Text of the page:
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McCusker is never far from the rink

Amber Holland's recent victory at the Scotties' Tournament of Hearts has given Joan McCusker pause to look back on her own storied success in the rings.
Olympic gold medal curler Joan McCusker is enjoying life outside the rings these days, coaching curling and offering high-performance training to athletes in a variety of sports. McCusker was in Humboldt last Friday for the BHP Billiton SaskStars fundraising dinner.

Amber Holland's recent victory at the Scotties' Tournament of Hearts has given Joan McCusker pause to look back on her own storied success in the rings.
It may seem hard to believe, but it's already been 14 years now since McCusker and her teammates - skip Sandra Schmirler, third Jan Betker, and lead Marcia Gudereit - last won the Tournament of Hearts. Until Holland's win last month, Team Schmirler was the last Saskatchewan rink to win the Hearts title.
"We've come close a couple of times since, " McCusker noted of teams representing the province. "Sheri Anderson (of Delisle) had that run in '02 where she was undefeated most of the way through, and then lost in the final to Colleen Jones. Then Jan (Betker, with her new rink) made it to the final and lost to Kelly Scott. That was in 2007.
"So we've had teams that have had a good showing, but you need a lot of things to fall in line when it comes to winning championships."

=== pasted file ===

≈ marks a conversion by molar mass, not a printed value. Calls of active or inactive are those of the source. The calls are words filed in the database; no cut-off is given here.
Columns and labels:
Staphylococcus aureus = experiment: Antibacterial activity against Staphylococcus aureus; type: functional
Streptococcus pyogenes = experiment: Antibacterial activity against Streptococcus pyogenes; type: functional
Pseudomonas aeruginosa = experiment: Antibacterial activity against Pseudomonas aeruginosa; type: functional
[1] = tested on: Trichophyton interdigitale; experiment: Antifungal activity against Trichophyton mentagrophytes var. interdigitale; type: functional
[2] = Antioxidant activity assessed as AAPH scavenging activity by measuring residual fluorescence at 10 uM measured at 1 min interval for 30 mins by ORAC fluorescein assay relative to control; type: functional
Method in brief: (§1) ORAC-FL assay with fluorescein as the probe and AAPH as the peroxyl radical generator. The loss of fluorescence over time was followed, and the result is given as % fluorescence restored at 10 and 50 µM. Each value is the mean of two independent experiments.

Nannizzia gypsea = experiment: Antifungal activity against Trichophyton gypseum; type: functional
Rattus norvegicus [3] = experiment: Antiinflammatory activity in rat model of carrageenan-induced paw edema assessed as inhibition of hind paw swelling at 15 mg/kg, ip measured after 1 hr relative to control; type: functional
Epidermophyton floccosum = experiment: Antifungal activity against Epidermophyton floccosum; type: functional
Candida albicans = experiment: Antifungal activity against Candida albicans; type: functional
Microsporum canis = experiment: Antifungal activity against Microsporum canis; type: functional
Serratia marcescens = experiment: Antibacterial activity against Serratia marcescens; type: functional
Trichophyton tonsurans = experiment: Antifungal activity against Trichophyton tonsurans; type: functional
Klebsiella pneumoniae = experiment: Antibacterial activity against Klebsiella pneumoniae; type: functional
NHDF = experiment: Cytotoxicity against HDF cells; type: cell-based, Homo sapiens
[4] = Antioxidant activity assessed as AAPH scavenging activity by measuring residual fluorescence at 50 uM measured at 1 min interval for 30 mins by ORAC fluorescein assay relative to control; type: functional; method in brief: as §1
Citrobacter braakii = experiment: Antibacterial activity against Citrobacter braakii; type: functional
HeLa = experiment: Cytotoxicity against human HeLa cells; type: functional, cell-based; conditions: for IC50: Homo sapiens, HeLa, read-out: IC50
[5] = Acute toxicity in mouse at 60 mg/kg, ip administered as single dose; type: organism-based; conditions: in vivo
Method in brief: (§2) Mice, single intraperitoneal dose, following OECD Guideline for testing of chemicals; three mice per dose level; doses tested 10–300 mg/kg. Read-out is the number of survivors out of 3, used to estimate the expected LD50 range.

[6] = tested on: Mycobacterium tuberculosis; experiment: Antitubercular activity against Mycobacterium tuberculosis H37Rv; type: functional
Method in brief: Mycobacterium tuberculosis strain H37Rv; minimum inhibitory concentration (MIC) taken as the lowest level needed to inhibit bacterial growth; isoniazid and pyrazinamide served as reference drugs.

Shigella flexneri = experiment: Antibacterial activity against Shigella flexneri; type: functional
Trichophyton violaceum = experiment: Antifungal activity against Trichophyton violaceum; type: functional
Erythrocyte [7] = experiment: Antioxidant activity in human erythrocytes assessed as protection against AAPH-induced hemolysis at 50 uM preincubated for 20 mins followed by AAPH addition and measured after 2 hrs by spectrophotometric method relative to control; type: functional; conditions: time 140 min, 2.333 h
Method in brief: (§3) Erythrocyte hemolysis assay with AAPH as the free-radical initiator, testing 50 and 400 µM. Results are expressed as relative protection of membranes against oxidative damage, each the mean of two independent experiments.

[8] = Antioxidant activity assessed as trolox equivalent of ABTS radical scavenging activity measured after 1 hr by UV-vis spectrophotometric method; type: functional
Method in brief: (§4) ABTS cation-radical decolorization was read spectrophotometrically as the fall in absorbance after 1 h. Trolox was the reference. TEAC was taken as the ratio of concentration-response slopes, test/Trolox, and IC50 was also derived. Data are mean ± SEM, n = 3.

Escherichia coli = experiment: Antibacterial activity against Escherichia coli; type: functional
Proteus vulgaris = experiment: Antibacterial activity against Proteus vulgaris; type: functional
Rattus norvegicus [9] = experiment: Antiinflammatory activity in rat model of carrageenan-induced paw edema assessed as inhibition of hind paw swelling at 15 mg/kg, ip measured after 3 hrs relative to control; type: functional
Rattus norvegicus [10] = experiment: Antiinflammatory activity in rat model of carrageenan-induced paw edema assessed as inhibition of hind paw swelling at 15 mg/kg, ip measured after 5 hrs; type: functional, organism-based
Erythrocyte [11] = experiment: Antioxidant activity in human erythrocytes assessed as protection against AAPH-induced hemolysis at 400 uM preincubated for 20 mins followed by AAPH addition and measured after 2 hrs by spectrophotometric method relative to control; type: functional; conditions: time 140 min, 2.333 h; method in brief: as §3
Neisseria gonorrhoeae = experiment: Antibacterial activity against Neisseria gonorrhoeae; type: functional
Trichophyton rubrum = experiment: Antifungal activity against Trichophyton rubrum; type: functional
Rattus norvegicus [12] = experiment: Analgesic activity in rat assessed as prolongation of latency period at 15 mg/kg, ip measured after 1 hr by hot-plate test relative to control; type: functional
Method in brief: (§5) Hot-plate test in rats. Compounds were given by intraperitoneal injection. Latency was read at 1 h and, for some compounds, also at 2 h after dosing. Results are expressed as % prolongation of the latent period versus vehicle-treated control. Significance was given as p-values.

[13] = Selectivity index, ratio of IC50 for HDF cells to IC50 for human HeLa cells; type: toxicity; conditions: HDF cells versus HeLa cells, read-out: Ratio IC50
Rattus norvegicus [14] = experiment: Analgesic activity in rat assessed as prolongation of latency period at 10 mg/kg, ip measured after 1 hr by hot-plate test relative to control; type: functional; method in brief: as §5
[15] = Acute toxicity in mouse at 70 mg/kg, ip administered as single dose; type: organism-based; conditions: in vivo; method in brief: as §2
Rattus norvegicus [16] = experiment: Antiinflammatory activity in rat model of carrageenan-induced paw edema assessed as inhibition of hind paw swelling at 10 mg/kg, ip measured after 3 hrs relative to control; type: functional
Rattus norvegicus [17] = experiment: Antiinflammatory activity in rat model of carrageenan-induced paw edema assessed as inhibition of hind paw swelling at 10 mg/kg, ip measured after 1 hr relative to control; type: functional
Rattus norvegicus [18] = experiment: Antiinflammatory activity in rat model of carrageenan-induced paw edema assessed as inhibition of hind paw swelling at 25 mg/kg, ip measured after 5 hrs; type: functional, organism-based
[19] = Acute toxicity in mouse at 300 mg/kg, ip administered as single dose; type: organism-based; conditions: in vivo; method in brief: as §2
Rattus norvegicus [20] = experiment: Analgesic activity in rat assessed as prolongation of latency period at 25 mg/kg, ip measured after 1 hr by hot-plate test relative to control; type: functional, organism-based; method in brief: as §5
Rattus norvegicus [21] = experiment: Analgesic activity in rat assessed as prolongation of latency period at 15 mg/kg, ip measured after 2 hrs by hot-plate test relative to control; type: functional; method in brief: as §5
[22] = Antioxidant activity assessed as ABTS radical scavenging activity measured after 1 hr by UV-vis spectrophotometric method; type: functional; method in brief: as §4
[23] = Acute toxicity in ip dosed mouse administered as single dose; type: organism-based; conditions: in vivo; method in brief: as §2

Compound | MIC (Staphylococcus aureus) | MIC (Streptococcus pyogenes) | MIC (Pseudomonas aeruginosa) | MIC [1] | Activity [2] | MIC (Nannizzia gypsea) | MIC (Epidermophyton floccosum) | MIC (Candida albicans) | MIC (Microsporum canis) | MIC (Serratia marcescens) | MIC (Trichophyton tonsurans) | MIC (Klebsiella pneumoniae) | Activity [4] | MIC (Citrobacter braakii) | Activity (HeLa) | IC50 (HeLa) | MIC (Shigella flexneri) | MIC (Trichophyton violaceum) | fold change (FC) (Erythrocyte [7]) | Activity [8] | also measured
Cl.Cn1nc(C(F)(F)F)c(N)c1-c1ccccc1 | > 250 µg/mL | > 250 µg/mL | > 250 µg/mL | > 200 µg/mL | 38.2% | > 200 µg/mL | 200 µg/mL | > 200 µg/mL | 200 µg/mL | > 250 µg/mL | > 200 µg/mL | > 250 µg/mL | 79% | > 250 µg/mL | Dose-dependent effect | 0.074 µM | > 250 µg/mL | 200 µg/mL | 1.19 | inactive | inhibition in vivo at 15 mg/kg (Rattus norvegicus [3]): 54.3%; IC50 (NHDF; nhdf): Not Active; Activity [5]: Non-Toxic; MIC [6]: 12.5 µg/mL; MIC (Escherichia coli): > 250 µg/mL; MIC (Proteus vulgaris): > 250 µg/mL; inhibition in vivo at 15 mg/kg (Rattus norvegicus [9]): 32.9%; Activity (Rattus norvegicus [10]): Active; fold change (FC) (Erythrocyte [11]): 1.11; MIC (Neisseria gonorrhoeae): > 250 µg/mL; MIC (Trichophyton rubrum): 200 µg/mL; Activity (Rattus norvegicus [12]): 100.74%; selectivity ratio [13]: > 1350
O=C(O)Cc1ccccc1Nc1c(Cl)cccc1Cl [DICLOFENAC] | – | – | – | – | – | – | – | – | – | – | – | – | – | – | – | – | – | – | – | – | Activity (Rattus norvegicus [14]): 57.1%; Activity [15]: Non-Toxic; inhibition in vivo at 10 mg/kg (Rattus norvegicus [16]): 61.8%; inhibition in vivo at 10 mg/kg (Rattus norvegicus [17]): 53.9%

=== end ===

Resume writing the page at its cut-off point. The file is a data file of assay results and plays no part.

No one is more aware of that than McCusker, who - as a member of Team Schmirler - celebrated Tournament of Hearts victories in 1993, 1994 and 1997, following that up each time with world titles as well. Their ultimate, and final, glory as a team came when they won the women's gold medal at the 1998 Winter Olympics in Nagano, Japan.
McCusker, 45, was in Humboldt last Friday for the BHP Billiton Sask Stars dinner, held at the Uniplex.
She says looking back now on her team's accomplishments, she truly realizes how special those times were. Indeed, Team Schmirler was one of the greatest curling teams in Canadian history, female or male, for any era. And they might well have won more titles had their run not ended with Schmirler's death from cancer. Schmirler passed away in 2001 at age 36.
The foursome that came to dominate Canadian women's curling during the 1990s began as an outgrowth of the Kathy Fahlman rink. All were similar in age, and all had found themselves in Regina as a result of pursuing careers outside the sport. McCusker arrived there in the late 1980s as a teacher, and she soon became active in the local curling scene.